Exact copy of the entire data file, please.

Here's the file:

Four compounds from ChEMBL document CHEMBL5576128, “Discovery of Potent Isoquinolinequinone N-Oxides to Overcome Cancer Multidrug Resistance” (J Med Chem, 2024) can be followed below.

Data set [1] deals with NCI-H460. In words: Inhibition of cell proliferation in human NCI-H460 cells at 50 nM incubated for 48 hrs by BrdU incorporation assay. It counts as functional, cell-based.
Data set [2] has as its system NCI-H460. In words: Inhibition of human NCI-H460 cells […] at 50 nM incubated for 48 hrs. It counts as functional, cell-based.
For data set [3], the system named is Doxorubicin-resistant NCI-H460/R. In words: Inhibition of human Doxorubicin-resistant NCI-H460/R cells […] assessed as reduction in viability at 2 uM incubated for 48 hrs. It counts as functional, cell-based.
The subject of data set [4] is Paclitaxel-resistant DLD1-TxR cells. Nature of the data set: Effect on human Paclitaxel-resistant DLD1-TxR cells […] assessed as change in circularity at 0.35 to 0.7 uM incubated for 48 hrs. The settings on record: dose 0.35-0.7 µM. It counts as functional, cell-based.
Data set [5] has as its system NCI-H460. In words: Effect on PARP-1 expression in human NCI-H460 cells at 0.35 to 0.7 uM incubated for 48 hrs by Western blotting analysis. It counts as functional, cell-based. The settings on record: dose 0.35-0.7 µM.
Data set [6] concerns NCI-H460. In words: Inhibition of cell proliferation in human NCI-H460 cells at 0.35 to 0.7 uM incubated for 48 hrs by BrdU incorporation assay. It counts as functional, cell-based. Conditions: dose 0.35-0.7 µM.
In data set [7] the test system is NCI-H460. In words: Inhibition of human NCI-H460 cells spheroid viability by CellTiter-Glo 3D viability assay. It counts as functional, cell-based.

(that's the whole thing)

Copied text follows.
Four compounds from ChEMBL document CHEMBL5576128, “Discovery of Potent Isoquinolinequinone N-Oxides to Overcome Cancer Multidrug Resistance” (J Med Chem, 2024) can be followed below.

Data set [1] deals with NCI-H460. In words: Inhibition of cell proliferation in human NCI-H460 cells at 50 nM incubated for 48 hrs by BrdU incorporation assay. It counts as functional, cell-based.
Data set [2] has as its system NCI-H460. In words: Inhibition of human NCI-H460 cells […] at 50 nM incubated for 48 hrs. It counts as functional, cell-based.
For data set [3], the system named is Doxorubicin-resistant NCI-H460/R. In words: Inhibition of human Doxorubicin-resistant NCI-H460/R cells […] assessed as reduction in viability at 2 uM incubated for 48 hrs. It counts as functional, cell-based.
The subject of data set [4] is Paclitaxel-resistant DLD1-TxR cells. Nature of the data set: Effect on human Paclitaxel-resistant DLD1-TxR cells […] assessed as change in circularity at 0.35 to 0.7 uM incubated for 48 hrs. The settings on record: dose 0.35-0.7 µM. It counts as functional, cell-based.
Data set [5] has as its system NCI-H460. In words: Effect on PARP-1 expression in human NCI-H460 cells at 0.35 to 0.7 uM incubated for 48 hrs by Western blotting analysis. It counts as functional, cell-based. The settings on record: dose 0.35-0.7 µM.
Data set [6] concerns NCI-H460. In words: Inhibition of cell proliferation in human NCI-H460 cells at 0.35 to 0.7 uM incubated for 48 hrs by BrdU incorporation assay. It counts as functional, cell-based. Conditions: dose 0.35-0.7 µM.
In data set [7] the test system is NCI-H460. In words: Inhibition of human NCI-H460 cells spheroid viability by CellTiter-Glo 3D viability assay. It counts as functional, cell-based.